Stupid Questions Comic Strips - Page 43
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Dogbert and Dilbert walk through the park. Dilbert asks, "Do you think people are basically good or evil?" Dogbert replies, "Well, I know dogs are basically good." Dogbert continues, "And dogs are better than people." Dogbert continues, "But people are better than cats." They sit down under a tree. Dogbert continues, "And cats are evil . . ." Dogbert continues, "Therefore, all people are stupid." Dilbert says, "I don't follow that logic." Dogbert says, "Yes, my theory predicts you would say that."
The Boss tells Dilbert and several co-workers, "I've hired a consultant to clarify our company policy on discrimination." Dogbert says, "It is against policy to discriminate based on race, sex, age, handicap or religion." A man raises his hand and asks, "Does that include unpopular, little religions?" Dogbert replies, "No, those are considered cults; you may discriminate freely against them." A woman raises her hand and asks, "What about short, bald, fat, ugly men? Are they considered 'handicapped'?" Dogbert replies, "Technically, no. You can still tease them and deny them promotions as usual." Dogbert continues, "Likewise, you may discriminate against nerds, smokers, and single people." Dogbert continues, "And we've dropped 'stupid people' from the watch list, as their lobbying efforts proved ineffective . . ."
The caption says, "Dogbert starts a tabloid newspaper devoted to lies about himself." Dogbert stands on a desk chair and types. Dilbert asks, "Where do you get your ideas?" Dogbert types, "Dogbert's impatience with fools was legendary. He once choked a man by his necktie for asking stupid questions." Dilbert looks over Dogbert's shoulder as Dogbert types, "It happened one day when the fool was reading over Dogbert's shoulder and got too close."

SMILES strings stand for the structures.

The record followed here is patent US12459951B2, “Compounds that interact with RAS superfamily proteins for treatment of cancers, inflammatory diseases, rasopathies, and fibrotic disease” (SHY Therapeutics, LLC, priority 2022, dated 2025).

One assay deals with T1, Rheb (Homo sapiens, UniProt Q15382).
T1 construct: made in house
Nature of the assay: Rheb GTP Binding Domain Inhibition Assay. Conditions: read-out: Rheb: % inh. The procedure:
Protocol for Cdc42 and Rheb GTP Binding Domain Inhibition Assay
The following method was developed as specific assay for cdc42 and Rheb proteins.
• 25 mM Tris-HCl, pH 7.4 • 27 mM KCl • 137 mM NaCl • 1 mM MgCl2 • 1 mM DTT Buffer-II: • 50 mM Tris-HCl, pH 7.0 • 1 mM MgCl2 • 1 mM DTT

Dilbert stands at the supermarket register. The clerk asks, "Paper or plastic bag?" The checker continues, "Paper that can be recycled . . . Or an evil, selfish, short-sighted, planet-destroying, stupid plastic bag?!!" Dilbert answers, "Plastic." The checker says, "Good. That's all we have."
Dilbert stands next to an easel holding a pointer. He says, "This concludes my proposal to the executive committee. Any questions?" An executive replies, "No, I think most of us were thing about other things." The man continues, "But here's my impression of what you looked like giving the presentation." The man stands up and mocks Dilbert. He says, "Fuh fuh fuh . . ." Another exec says, "No, no, it was more like . . ." The man stands up, makes a funny face and says, "Fuh fuh fuh . . ." Dilbert arrives at home. Dogbert asks, "How did your presentation go?" Dilbert replies, "Don't ask." Dogbert says, "Fuh fuh. Don't ask. Fuh fuh . . ."
Dilbert and Wally walk toward each other in the hallway. Dilbert thinks, "Collision course . . ." Dilbert thinks, "I hate this . . . We'll both veer in the same direction, then the other. He'll say something studpid, like 'Shall we dance?'" Dilbert ducks and Wally trips over him. Dilbert thinks, "This method isn't much better."
Dilbert arrives at home wearing a backpack. Dilbert says to Dogbert, "We have completed our obligation to take a vacation." Dogbert walks in the door and says, "As usual, we hated every minute of it." Dilbert sits in a chair and Dogbert sits on his leg. Dilbert asks, "Why do we do it every year?" Dogbert replies, "My theory is that you're stupid."
Dilbert stands in a hole and says to Dogbert, "I'll admit, I should have asked more questions before booking our vacation to Clyde Canyon." Dilbert continues, "But it's not as if we're just throwing our vacation money into a . . . a . . ." Dogbert says, "Hole in the ground?" Dilbert responds, "Exactly."
The Boss, Dilbert, Wally and another employee sit at a conference table. The Boss says, "Okay, the staff meeting is over. Does anybody have any meaningless rambling questions? Johnson?" Johnson asks, "How can we work as a team to achieve total quality without sacrificing customer focus?" The Boss asks, "How many people would like to see me make Johnson fetch this stick?" Everyone raises their hands.
Dogbert reads a letter and says, "What a stupid waste of my valuable time." Dilbert says, "It's your civic duty. It's the small dues you pay for living in a just and free society." Dogbert replies, "Big whoopee." Dilbert says, "And you get to play God with other people's lives." Dogbert says, "Well, they should say that in the letter."